Democrats haven’t earned rul­ing rights

The Washington Times Daily - - POLITICS - Al­ways MATT MACKOWIAK Matt Mackowiak is pres­i­dent of Austin, Texas, and Wash­ing­ton, D.C.-based Po­tomac Strat­egy Group. He’s a Repub­li­can con­sul­tant, a Bush ad­min­is­tra­tion and Bush-Cheney re-elec­tion cam­paign vet­eran and former press sec­re­tary to two U.S.

With the midterm elec­tions now less than a month away and early vot­ing be­gin­ning in sev­eral states, vot­ers are nar­row­ing their fo­cus on the can­di­dates on the bal­lot. There are about 30 “swing” House seats, with both can­di­dates run­ning real cam­paigns with ad­e­quate re­sources and re­cent polling in­side the mar­gin of er­ror. To take back con­trol of Congress, Democrats need to win just 13 of those seats. They have a bet­ter than 50-50 chance to achieve their goal.

His­tory tells us that the first midterm elec­tion af­ter a new pres­i­dent is elected al­most al­ways goes against the party in power. The win­ning side’s vot­ers be­come com­pla­cent, while the los­ing side’s vot­ers be­come mo­ti­vated.

With Congress now in re­cess and with the Se­nate map turn­ing de­ci­sively in the GOP’s di­rec­tion, all eyes turn to the race to con­trol the House. All spend­ing bills orig­i­nate there, as do ar­ti­cles of im­peach­ment.

Vot­ers need to care­fully con­sider this ques­tion be­fore they vote: Do you want Nancy Pelosi back as speaker of the House?

Ig­nore the ridicu­lous sto­ries that claim that she does not have the votes. She has the votes. Mrs. Pelosi con­trols the base and the money in­side the Demo­cratic Party, and if Democrats take back the House ma­jor­ity, you can bet that she will be wield­ing the gavel.

What have we learned about the Demo­cratic Party over the past two years?

For one thing, all they know how to do is “re­sist.” If Pres­i­dent Trump is for it, they are against it.

They are against his Supreme Court nom­i­nee, be­fore that per­son is even named.

They are against cut­ting the cor­po­rate tax rate, even though both Pres­i­dents Obama and Clin­ton were for it.

They have re­fused to work with Pres­i­dent Trump in any pol­icy area — not on en­ergy, not on pre­scrip­tion drugs costs, not on re­build­ing the mil­i­tary, not on health care, not on reg­u­la­tory re­form.

Mean­while Repub­li­cans have been de­liv­er­ing en­tirely on their own

If you think Democrats have “re­sisted” Mr. Trump in his first two years, just wait and see how they be­have if they are given any mean­ing­ful power in Wash­ing­ton.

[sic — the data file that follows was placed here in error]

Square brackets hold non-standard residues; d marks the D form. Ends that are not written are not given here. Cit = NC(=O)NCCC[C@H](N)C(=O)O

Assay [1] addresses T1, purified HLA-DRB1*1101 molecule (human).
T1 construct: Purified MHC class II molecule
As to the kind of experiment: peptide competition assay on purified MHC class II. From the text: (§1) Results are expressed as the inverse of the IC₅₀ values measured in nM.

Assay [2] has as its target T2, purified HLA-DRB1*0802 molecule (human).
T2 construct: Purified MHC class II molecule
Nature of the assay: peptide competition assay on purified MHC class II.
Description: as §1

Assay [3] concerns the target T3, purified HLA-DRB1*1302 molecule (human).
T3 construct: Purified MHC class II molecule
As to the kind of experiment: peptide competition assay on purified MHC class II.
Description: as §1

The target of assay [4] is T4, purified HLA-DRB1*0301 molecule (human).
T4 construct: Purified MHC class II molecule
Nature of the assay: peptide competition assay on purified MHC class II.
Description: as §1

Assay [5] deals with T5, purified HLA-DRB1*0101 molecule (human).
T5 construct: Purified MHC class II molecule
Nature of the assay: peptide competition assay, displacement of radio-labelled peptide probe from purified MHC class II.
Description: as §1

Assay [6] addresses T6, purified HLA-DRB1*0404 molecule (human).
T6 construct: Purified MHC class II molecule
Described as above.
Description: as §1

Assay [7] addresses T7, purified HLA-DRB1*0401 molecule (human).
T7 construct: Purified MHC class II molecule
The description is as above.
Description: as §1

In that sce­nario, House Ju­di­ciary Com­mit­tee Chair­man-tobe Jer­rold Nadler of New York has pledged to ac­tively probe new Supreme Court Jus­tice Brett M. Ka­vanaugh over the same ac­cu­sa­tions the FBI has al­ready in­ves­ti­gated, all with the goal of im­peach­ing him. Some­one should in­form Mr. Nadler that im­peach­ing a judge re­quires 67 votes in the Se­nate.

In that sce­nario, Speaker-in-wait­ing Pelosi has pledged to raise taxes by re­peal­ing at least part of the his­toric Trump tax cuts. The eco­nomic ram­i­fi­ca­tions of this pol­icy change would be dev­as­tat­ing.

In that sce­nario, Democrats would push to tran­si­tion Oba­macare to “Medi­care for All,” which would cost more than $30 tril­lion over 10 years. The ul­ti­mate Demo­cratic goal is to move to­ward a sin­gle-payer, gov­ern­ment-run health care sys­tem.

The mean­ing­ful progress Pres­i­dent Trump has made on ex­pand­ing the econ­omy, iso­lat­ing China, thaw­ing re­la­tions with North Korea, re­peal­ing the dis­as­trous Iran deal, ne­go­ti­at­ing bet­ter trade deals, and re­vi­tal­iz­ing our mil­i­tary — all would be threat­ened if Democrats have con­trol of Congress.

Democrats have no new ideas. They don’t even re­ally of­fer a plat­form.

Their en­tire plan is ei­ther to im­peach Mr. Trump, or fail­ing to re­move him from of­fice, make it im­pos­si­ble for him to be re-elected.

But in the mean­time, the pres­i­dent’s agenda is un­de­ni­ably work­ing. Wages are ris­ing, pri­vate-sec­tor hir­ing and con­sumer con­fi­dence are soar­ing, unem­ploy­ment is the low­est in more than 50 years, and eco­nomic growth is above 4 per­cent.

Repub­li­cans need to run on peace and pros­per­ity. That mes­sage will sell.

But even more than that, Repub­li­cans need to ex­plain what the Democrats will do if they are given power.

Vot­ers need to un­der­stand the choice that they have in front of them. We know Democrats are against Mr. Trump, but they rarely tell vot­ers what they stand for and their agenda is not sup­ported by a ma­jor­ity of Amer­i­cans.

If Democrats won’t tell vot­ers what they will do if given the ma­jor­ity in Congress, then Repub­li­cans need to do it them­selves.

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